appropriate/inappropriate
touching
body systems
functions
interrelationships
effects of nutrition, activity
Human Sexuality
changes at puberty
menstruation
reproductive process
responsibility in
sexual relationships
emotional readiness
Changes
identify changes
physical, social
and emotional
methods of coping
with change
activity, relaxation,
stress management
grief and loss
dealing with emotions
Values
importance of values
influences on
personal values
developing a code
of behaviour
uniqueness of self
identity
development
goals
challenging discrimination
44
C
o
n
t
e
n
t
K-6
Personal Development, Health and Physical Education PDHPE
Gymnastics
Non-locomotor Skills
consolidate and practise
non-locomotor skills
static
balance (refining)
partner balance
counterbalance
handstand
Locomotor Skills
consolidate and practise
locomotor skills
jumping/landing
mounting,
dismounting
tucks
travelling on different
body parts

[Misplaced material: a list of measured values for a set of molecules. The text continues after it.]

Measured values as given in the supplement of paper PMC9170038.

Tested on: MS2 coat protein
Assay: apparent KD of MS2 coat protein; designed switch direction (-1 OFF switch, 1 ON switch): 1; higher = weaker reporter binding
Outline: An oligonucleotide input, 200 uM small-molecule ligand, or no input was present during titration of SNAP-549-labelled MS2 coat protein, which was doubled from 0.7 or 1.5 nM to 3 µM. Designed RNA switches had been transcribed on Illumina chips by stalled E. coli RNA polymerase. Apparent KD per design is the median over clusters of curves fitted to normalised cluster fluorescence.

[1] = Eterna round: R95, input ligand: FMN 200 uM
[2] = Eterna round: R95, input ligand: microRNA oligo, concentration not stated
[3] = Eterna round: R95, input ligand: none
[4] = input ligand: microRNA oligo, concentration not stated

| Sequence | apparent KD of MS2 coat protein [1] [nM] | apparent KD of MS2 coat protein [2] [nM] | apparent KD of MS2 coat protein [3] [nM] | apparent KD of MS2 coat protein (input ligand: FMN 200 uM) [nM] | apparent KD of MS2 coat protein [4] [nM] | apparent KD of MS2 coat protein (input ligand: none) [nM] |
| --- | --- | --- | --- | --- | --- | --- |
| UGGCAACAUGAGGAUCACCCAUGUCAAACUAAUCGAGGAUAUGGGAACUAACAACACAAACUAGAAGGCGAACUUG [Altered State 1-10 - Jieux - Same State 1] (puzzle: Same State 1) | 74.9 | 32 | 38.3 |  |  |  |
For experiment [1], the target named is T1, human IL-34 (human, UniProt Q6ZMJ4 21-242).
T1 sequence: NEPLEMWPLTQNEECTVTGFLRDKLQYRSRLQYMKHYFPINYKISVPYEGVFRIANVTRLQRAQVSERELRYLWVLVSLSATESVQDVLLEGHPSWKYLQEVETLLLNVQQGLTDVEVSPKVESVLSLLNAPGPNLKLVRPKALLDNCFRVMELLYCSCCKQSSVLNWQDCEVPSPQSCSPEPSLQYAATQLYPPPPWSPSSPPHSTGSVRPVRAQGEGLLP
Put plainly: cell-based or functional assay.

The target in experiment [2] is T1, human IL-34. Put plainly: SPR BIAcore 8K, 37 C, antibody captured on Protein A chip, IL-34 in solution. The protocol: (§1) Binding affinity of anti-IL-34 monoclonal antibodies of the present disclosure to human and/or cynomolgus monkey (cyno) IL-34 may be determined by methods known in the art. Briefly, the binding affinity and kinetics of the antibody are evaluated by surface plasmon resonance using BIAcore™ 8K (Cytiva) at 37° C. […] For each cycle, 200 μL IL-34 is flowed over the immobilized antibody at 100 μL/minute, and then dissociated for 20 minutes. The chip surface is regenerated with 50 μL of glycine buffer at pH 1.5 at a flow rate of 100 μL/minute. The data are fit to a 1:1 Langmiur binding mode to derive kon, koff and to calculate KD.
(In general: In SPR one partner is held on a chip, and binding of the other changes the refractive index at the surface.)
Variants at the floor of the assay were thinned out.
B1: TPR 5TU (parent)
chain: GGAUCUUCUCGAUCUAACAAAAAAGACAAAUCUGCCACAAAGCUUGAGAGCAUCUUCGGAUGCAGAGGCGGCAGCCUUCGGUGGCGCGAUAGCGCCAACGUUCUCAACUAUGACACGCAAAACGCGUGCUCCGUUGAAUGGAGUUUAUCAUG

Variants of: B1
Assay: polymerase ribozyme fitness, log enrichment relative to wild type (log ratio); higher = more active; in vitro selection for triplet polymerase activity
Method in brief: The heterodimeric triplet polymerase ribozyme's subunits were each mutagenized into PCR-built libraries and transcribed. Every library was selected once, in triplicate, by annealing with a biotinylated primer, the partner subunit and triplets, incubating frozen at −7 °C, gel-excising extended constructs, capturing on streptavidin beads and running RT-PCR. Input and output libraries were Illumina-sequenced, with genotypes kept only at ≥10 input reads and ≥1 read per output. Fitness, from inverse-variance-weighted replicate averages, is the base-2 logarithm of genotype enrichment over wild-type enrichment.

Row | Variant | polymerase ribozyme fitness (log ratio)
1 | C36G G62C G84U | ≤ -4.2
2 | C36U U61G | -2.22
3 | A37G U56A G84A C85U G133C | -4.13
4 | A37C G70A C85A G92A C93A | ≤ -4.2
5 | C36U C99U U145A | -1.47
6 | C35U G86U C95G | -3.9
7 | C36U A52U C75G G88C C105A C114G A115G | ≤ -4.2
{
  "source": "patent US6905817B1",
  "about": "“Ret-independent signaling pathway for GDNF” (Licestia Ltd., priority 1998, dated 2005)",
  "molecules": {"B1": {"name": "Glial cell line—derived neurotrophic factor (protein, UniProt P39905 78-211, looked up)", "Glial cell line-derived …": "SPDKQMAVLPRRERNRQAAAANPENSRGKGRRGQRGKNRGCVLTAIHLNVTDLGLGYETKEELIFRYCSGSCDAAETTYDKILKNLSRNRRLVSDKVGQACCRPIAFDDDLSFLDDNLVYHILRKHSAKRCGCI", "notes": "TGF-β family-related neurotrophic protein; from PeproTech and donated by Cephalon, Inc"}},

cartwheels
rolling
forward roll (incline)
forward roll (flat mat)
backward roll (incline)
backward roll (flat mat)
side roll
climbing and hanging
climbing frames
bars
rope ladder
climbing ropes
Elements of Movement
spatial awareness
position
precision/accuracy
shape
dynamics
interplay of force
and time
acceleration,
deceleration
relationships
with other people,
pairs, trios, groups
matching, mirroring,
contrasting
counterbalancing
with apparatus
Composition
combinations of
locomotor and non-
locomotor activities
Interpersonal
Relationships
Relationships
personal rights
rights and responsibilities
sources of power
coercion
harassment
types of abuse
effects of abuse
solving problems